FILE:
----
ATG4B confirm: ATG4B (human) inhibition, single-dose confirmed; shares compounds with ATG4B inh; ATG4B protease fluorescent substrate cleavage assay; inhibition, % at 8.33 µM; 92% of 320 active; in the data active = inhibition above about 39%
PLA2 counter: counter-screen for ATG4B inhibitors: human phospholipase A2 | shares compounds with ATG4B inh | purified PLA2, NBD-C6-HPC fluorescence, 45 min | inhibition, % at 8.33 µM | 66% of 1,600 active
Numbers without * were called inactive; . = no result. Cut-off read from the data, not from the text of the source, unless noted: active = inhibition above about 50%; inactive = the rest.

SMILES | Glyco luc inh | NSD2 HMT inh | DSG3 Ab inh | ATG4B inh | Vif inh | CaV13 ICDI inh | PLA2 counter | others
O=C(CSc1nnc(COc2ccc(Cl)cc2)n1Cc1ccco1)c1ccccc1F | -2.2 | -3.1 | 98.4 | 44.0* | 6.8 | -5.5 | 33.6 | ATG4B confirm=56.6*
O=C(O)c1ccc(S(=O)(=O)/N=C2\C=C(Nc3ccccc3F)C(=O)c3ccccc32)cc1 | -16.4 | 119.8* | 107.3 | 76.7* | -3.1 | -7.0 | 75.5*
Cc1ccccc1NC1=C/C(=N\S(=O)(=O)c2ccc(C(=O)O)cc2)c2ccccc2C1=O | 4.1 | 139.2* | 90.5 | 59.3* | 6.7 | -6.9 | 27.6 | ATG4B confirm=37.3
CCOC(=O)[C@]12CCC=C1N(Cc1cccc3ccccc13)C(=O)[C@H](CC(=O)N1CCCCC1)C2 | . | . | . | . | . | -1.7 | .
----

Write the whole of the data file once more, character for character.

ATG4B confirm: ATG4B (human) inhibition, single-dose confirmed; shares compounds with ATG4B inh; ATG4B protease fluorescent substrate cleavage assay; inhibition, % at 8.33 µM; 92% of 320 active; in the data active = inhibition above about 39%
PLA2 counter: counter-screen for ATG4B inhibitors: human phospholipase A2 | shares compounds with ATG4B inh | purified PLA2, NBD-C6-HPC fluorescence, 45 min | inhibition, % at 8.33 µM | 66% of 1,600 active
Numbers without * were called inactive; . = no result. Cut-off read from the data, not from the text of the source, unless noted: active = inhibition above about 50%; inactive = the rest.

SMILES | Glyco luc inh | NSD2 HMT inh | DSG3 Ab inh | ATG4B inh | Vif inh | CaV13 ICDI inh | PLA2 counter | others
O=C(CSc1nnc(COc2ccc(Cl)cc2)n1Cc1ccco1)c1ccccc1F | -2.2 | -3.1 | 98.4 | 44.0* | 6.8 | -5.5 | 33.6 | ATG4B confirm=56.6*
O=C(O)c1ccc(S(=O)(=O)/N=C2\C=C(Nc3ccccc3F)C(=O)c3ccccc32)cc1 | -16.4 | 119.8* | 107.3 | 76.7* | -3.1 | -7.0 | 75.5*
Cc1ccccc1NC1=C/C(=N\S(=O)(=O)c2ccc(C(=O)O)cc2)c2ccccc2C1=O | 4.1 | 139.2* | 90.5 | 59.3* | 6.7 | -6.9 | 27.6 | ATG4B confirm=37.3
CCOC(=O)[C@]12CCC=C1N(Cc1cccc3ccccc13)C(=O)[C@H](CC(=O)N1CCCCC1)C2 | . | . | . | . | . | -1.7 | .